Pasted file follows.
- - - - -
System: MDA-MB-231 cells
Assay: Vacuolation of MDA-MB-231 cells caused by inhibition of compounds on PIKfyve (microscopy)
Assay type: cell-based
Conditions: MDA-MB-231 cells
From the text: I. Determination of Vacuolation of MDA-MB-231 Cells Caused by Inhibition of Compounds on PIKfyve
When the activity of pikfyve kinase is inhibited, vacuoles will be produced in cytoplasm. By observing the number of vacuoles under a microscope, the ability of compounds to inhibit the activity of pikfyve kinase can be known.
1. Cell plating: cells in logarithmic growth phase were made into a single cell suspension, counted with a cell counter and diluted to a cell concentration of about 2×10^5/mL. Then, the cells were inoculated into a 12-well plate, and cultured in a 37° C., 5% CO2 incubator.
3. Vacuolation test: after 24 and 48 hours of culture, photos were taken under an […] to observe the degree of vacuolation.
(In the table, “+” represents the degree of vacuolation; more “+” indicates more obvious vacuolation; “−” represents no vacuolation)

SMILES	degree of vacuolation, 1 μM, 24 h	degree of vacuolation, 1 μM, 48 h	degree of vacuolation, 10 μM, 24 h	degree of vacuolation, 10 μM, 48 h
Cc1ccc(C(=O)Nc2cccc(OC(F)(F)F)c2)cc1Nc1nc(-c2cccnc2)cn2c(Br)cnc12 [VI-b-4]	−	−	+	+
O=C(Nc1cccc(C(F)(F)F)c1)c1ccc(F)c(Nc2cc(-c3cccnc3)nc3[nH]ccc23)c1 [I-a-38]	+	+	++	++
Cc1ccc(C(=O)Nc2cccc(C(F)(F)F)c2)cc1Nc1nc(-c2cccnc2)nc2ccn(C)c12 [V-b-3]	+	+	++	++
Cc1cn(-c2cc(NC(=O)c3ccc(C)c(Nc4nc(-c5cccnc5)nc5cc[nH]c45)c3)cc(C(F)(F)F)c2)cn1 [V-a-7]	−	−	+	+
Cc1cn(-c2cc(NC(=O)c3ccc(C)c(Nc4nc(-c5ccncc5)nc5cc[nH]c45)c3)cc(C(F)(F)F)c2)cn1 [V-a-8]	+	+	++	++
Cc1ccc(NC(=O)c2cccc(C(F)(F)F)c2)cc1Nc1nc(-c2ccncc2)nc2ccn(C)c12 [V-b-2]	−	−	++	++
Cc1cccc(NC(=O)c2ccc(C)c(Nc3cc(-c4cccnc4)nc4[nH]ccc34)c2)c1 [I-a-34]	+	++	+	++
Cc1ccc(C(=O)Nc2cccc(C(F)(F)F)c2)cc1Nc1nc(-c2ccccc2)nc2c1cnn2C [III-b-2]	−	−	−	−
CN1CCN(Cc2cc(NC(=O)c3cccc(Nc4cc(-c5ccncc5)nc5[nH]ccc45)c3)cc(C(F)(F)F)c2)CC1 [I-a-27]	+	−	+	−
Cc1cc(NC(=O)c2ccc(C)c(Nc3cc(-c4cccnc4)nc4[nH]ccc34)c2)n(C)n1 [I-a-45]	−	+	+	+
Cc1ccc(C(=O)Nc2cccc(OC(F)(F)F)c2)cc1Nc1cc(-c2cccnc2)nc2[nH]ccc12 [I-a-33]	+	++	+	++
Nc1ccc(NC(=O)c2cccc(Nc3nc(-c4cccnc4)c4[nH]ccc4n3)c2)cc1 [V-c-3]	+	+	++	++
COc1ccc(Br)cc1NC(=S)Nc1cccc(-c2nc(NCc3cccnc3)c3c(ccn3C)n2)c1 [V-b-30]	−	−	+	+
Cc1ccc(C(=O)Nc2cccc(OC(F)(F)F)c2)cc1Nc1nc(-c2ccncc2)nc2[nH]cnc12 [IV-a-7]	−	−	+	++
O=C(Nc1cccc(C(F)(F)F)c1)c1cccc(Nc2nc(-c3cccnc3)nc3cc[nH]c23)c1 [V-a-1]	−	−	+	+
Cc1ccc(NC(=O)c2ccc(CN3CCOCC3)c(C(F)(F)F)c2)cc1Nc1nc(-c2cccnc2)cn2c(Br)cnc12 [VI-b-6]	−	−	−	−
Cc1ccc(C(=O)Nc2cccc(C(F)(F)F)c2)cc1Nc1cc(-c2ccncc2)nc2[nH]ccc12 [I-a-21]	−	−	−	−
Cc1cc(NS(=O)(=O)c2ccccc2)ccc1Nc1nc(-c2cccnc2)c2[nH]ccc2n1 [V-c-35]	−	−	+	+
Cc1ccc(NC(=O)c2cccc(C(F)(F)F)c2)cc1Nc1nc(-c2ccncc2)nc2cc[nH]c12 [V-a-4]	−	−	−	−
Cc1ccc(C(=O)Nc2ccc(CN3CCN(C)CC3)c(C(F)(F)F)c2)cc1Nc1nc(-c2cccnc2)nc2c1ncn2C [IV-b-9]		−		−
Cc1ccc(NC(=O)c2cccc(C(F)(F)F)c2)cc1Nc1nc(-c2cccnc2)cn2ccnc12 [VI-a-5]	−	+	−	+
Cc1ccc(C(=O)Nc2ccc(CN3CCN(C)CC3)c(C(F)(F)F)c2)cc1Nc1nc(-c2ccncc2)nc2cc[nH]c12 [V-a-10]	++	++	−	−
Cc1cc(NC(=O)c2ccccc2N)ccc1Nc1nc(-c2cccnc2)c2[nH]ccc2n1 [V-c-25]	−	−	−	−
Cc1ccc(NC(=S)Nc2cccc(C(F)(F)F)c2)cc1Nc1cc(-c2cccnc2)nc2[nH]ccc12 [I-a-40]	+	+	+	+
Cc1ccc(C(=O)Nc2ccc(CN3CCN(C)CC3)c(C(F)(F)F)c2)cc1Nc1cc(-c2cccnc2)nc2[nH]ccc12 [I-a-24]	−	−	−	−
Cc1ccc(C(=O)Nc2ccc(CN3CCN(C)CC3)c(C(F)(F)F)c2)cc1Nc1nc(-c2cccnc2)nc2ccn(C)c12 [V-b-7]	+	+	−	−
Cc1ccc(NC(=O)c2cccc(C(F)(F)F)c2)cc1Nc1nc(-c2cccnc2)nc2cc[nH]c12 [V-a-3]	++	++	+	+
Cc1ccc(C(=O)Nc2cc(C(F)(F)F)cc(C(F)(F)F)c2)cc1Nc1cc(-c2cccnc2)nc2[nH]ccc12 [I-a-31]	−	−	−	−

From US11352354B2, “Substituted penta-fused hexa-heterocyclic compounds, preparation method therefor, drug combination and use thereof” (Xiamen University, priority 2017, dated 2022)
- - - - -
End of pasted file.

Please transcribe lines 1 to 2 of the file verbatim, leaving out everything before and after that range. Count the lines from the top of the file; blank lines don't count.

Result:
System: MDA-MB-231 cells
Assay: Vacuolation of MDA-MB-231 cells caused by inhibition of compounds on PIKfyve (microscopy)